# Is light slowed down when passing through a tube that exerts gravity?

## Main Question or Discussion Point

Bill and Ben are a fixed distance from each other.
Bill sends a laser pulse to Ben and times how long it takes to get there and bounce back.

Now a very heavy tube is placed in between Bill and Ben. The light pulse is sent again so it passes through the tube. The tube is along the same axis that the laser travels so its gravity does not alter the path of the light.

Does the light take longer this time?

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A.T.
Does the light take longer this time?
Yes, because the distance is now longer.

Bill_K
I'd say yes, but not because of a distance effect. Time passes more slowly in a region of higher gravitational potential. In fact, this is a straight-line analog of the Shapiro delay.

A.T.
I'd say yes, but not because of a distance effect. Time passes more slowly in a region of higher gravitational potential.
But spatial geometry would be distorted too. Are these two cumulative effects?

Bill_K
But spatial geometry would be distorted too. Are these two cumulative effects?
Oops I take it back. In the weak field approximation h00 and hij are the same order of magnitude. For a slowly moving test particle only h00 counts, since in the equations of motion hij gets multiplied by vivj/c2, but for a light ray both space and time distortions are equally important.

A.T.
For a slowly moving test particle only h00 counts.
If the test particle is much slower than c, then it needs less time with the massive tube in place.

I gather(for light) that the time as measured by Bill or Ben will increase with the presence of the tube, and this is due to a combination of increased space within the gravitational field and time also running slower within the field.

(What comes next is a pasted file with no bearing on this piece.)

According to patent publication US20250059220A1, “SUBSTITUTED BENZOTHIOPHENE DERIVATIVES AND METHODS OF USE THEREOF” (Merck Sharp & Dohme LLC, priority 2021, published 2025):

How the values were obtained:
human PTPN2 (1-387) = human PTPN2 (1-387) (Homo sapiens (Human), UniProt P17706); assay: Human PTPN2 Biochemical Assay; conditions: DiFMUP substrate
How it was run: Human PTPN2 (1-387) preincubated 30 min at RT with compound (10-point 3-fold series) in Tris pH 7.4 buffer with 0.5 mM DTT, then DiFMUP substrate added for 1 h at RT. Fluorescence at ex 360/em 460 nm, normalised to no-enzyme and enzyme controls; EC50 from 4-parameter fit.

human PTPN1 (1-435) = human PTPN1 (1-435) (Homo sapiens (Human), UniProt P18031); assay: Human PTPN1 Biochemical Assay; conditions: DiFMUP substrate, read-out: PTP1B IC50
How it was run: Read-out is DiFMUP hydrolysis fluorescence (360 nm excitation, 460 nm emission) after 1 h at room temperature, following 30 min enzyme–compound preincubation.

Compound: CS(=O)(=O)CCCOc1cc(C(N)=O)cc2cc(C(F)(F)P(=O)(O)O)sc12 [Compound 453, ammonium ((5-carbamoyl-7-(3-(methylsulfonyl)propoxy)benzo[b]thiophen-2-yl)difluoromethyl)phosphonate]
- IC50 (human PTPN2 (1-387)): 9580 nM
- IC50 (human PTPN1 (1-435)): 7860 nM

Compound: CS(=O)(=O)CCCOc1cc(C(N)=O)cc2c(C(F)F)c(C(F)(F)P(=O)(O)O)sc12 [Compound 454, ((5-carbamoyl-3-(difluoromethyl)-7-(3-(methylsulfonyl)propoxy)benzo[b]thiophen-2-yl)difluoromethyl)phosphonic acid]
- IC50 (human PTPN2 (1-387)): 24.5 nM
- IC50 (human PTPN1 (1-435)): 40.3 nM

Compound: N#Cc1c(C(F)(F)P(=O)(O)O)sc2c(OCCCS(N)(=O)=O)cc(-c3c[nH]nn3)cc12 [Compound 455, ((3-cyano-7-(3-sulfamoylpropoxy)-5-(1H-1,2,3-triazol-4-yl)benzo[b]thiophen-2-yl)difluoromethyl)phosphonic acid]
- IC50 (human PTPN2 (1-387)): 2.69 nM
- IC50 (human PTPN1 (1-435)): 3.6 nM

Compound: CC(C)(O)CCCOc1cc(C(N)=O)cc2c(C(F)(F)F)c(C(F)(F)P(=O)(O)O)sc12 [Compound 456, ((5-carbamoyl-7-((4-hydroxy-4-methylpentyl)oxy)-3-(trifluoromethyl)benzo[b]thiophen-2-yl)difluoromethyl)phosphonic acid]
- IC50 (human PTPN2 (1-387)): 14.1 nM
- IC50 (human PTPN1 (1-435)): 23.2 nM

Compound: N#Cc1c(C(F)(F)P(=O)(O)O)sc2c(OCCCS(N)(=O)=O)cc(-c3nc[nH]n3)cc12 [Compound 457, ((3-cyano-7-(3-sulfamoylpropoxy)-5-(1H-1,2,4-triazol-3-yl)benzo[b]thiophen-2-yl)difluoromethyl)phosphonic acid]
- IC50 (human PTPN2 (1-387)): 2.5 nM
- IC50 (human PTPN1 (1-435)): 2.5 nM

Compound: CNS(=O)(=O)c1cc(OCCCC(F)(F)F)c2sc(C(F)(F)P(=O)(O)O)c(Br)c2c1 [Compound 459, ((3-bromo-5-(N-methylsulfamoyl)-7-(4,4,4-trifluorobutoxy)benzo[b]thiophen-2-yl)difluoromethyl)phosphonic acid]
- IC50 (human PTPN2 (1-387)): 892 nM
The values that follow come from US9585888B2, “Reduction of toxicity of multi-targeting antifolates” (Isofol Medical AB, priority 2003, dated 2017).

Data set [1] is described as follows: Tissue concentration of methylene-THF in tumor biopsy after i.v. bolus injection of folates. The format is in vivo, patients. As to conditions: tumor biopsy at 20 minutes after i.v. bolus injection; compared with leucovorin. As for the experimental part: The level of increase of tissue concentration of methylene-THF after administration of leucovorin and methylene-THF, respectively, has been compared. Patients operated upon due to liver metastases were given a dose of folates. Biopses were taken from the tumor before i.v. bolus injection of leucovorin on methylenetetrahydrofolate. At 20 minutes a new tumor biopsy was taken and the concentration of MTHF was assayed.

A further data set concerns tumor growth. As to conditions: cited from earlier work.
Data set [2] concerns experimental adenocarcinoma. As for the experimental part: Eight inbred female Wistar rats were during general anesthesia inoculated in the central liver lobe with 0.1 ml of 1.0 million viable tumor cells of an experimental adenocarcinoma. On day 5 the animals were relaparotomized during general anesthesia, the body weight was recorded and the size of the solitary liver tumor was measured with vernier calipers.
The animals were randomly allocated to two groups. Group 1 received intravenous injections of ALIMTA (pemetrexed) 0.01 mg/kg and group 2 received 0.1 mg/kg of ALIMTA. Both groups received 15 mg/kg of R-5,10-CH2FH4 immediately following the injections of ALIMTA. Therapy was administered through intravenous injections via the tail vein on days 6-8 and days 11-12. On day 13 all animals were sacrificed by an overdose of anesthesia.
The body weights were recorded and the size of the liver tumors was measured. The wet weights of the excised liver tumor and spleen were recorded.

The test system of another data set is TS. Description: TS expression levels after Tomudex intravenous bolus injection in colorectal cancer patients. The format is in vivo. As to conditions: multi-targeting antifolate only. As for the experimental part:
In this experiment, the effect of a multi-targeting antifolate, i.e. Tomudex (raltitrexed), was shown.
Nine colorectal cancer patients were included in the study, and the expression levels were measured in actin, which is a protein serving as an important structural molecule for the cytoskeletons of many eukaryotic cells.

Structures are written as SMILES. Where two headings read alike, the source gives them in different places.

Are the effects exactly inversely proportional to each other?
(i.e. a field such that doubles the distance of the journey would half the speed of a clock running in it)

A.T.
(i.e. a field such that doubles the distance of the journey would half the speed of a clock running in it)
The clocks will have different rates at different points in the field. What you can say, is that the local light speed, measured with a local ruler and a local clock is the same everywhere.

This is a rough analogy with the Schwartzchild metric considering horizontal motion only.

Using this version of the Schwarzschild metric where p represents the Newtonian gravitational potential (-GM/r) and the radial axis is represented by x:

## d\tau^2 = (1+ 2p)dt^2 - (1+2p)^{-1}dx^2 - dy^2##

Moving horizontally, dx=0 and the equation can be rearranged to:

##(dy/dt)^2 = (1+2p) - (d\tau/dt)^2##

If we represent the local horizontal velocity measured by a static observer at x by (dy'/dt') then we can rewrite the equation as:

##(dy/dt)^2 = (1+ 2p) - (1+2p)(1-(dy'/dt')^2)##

##(dy/dt)^2 = (1+2p)(dy'/dt')^2##

##dy/dt = \sqrt{(1+2p)}(dy'/dt')##

In other words, whatever the local horizontal velocity is measured to be, the velocity according to the observer at infinity is will be slower by a factor of ##\sqrt{1+2p}##.

Now if a photon is sent down the tube, a local observer inside the tube will of course measure the velocity of photon as c as it passes close by. Similarly, a local observer anywhere within the tube will measure the local velocity of the slow test particle to be 0.1c as it passes close by, i.e. the same as when the tube was not there.

It is worth noting that Bill and Ben wil have there clocks affected by the tube as well so I am assuming they are sufficiently far from the ends of the tube, that the error can be considered negligible.

<P.S.> Had a crash when editing this and lost some of the original.

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A.T.
Similarly, a local observer anywhere within the tube will measure the local velocity of the slow test particle to be 0.1c as it passes close by.
Why should the slow particle stay at 0.1c in a gravitational field?

Bill_K
In this problem, for motion along the z axis,

ds2 = gtt dt2 - gzz dz2

where gtt and gzz are functions of z alone. The path of a light ray, ds = 0 and

dt/dz = √(gzz/gtt)

In the weak field approximation, gtt = 1 - 2φ and gzz = 1 + 2φ, where φ is the Newtonian potential (e.g. φ = M/r for Schwarzschild)

Thus the elapsed time is

t = ∫ √((1 + 2φ)/(1 - 2φ)) dz

The integrand is greater than 1, so the elapsed time is always increased by the presence of the tube. Distortions in both time and space contribute to the delay.